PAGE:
I Samuel 1:21-2:11 – The Song of Hannah
Adult Bible Class of Home Moravian Church, originally broadcast Feb. 10, 2008
Craig D. Atwood
Introduction: Good morning and welcome to the Adult Bible Class of Home Moravian Church broadcast live from the chapel of Home Church in Old Salem. We are now in the season of Lent, which is a time of self-examination and fasting in preparation for Easter. On Wednesday, millions of Christians gathered in worship and had ashes placed on their foreheads as a sign of penitence. The ashes are typically made from the palm fronds used the previous year on Palm Sunday, and they represent our mortality and our sin. Wearing ashes, though, is far less important than genuine repentance and change of life. Too often, Lent becomes a meaningless ritual of giving up a favorite food rather than a being period of self-examination and purification. If giving up chocolate or coffee during Lent helps free you from the shackles of selfishness, then give them up. But if such a token sacrifice makes you act like the Creature from the Black Lagoon rather than like Christ, then try a different Lenten discipline. Instead, try giving up yelling at your children or talking about yourself all the time. During this Lenten season as we journey with Jesus to Calvary, perhaps we could all take a vow to offer ourselves in sacrificial love to those who need love the most.
Shiloh Last week we ended with the birth and naming of Samuel, and we had a very good discussion after we went off the air. We talked about the significance of the shrine of Shiloh where Elkanah and his family worshiped. Shiloh was in the land of Ephraim near a tributary of the Jordan River, a long way from their home in Ramah, which was in the territory of Benjamin. Much of the action in I Samuel takes place in Benjamin and Ephraim, two of the tribes associated with the matriarch Rachel. We saw last week that Hannah’s story is similar to Rachel’s in Genesis, and this would have had a special relevance for the tribes of Benjamin and Ephraim.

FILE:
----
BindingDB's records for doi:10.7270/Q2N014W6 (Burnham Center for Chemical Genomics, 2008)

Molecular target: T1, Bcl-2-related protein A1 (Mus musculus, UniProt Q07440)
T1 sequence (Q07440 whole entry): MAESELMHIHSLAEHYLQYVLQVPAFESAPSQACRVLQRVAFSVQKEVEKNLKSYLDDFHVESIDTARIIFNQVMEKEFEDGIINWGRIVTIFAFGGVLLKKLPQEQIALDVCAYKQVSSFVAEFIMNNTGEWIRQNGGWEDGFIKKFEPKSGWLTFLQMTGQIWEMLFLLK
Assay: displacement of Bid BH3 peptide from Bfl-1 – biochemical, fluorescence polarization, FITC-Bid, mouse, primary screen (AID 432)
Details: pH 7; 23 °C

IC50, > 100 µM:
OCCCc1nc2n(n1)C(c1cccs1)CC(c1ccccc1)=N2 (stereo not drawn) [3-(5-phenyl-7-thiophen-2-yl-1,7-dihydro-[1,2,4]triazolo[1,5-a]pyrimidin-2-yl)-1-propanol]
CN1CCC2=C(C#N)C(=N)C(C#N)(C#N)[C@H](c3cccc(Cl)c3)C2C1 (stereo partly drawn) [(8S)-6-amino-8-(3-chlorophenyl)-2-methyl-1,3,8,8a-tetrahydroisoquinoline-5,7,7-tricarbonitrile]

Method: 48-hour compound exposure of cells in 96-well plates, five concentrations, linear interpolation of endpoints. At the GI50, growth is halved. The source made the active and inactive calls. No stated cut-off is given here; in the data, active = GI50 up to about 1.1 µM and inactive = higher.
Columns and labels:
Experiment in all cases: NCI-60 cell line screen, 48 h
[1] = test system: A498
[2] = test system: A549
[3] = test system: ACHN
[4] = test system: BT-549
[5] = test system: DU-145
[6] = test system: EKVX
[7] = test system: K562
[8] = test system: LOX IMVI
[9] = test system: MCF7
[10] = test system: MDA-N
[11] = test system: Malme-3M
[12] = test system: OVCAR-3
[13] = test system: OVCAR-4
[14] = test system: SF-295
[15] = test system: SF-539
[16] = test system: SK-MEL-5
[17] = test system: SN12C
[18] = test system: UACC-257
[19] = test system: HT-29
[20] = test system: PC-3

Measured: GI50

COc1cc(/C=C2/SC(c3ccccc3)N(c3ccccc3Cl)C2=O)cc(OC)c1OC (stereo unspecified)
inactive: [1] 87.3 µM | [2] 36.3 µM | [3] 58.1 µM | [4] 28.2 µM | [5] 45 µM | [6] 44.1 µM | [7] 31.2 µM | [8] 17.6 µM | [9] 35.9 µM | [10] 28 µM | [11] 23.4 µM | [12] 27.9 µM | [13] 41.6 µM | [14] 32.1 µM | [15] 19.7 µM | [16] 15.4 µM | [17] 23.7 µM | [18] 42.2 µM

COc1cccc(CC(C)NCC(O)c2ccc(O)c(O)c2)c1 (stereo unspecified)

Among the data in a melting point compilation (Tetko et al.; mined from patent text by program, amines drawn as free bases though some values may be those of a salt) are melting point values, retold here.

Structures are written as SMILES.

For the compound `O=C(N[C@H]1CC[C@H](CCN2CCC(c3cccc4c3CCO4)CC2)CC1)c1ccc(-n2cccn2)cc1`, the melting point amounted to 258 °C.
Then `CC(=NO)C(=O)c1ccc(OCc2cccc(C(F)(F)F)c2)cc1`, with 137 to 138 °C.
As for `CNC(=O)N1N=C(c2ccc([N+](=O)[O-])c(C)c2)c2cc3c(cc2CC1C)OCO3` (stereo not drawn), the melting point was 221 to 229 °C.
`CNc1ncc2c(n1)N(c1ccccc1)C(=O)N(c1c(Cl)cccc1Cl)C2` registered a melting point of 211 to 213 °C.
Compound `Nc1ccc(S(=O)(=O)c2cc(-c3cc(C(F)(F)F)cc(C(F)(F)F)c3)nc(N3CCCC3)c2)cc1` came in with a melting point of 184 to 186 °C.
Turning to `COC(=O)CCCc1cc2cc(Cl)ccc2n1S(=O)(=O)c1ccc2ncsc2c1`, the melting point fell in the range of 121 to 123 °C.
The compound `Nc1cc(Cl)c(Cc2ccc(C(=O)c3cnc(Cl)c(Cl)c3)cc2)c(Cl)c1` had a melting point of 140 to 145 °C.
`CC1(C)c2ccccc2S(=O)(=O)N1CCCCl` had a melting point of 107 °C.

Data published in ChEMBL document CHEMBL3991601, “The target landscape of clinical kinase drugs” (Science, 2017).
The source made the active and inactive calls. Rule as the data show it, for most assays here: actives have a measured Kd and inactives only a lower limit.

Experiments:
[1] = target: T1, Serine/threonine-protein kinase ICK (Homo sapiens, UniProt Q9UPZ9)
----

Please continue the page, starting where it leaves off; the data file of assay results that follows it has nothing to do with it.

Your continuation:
Shiloh was once an important city for the Israelites. Joshua made it his place of residence during the conquest of Palestine, and the Book of Joshua says that it was the site of an assembly of the tribes when the conquered land was divided. During the period of the Judges, there appears to have been an annual gathering of tribal leaders at Shiloh, and the city figures in a number of tales in the Book of Judges. The original town of Shiloh was uncovered by Danish archaeologists in the 1920s. They discovered evidence that Israelites had lived in Shiloh in the 12th century BCE, during the late Bronze Age or early Iron Age, which fits well with the chronology in I Samuel. There is evidence that the city was destroyed by the Philistines around 1050 BCE, but it recovered. It flourished for centuries but was completely destroyed about 600 BCE and was not rebuilt until Roman days. At the time of the writing of I Samuel, then, Shiloh was a ruin.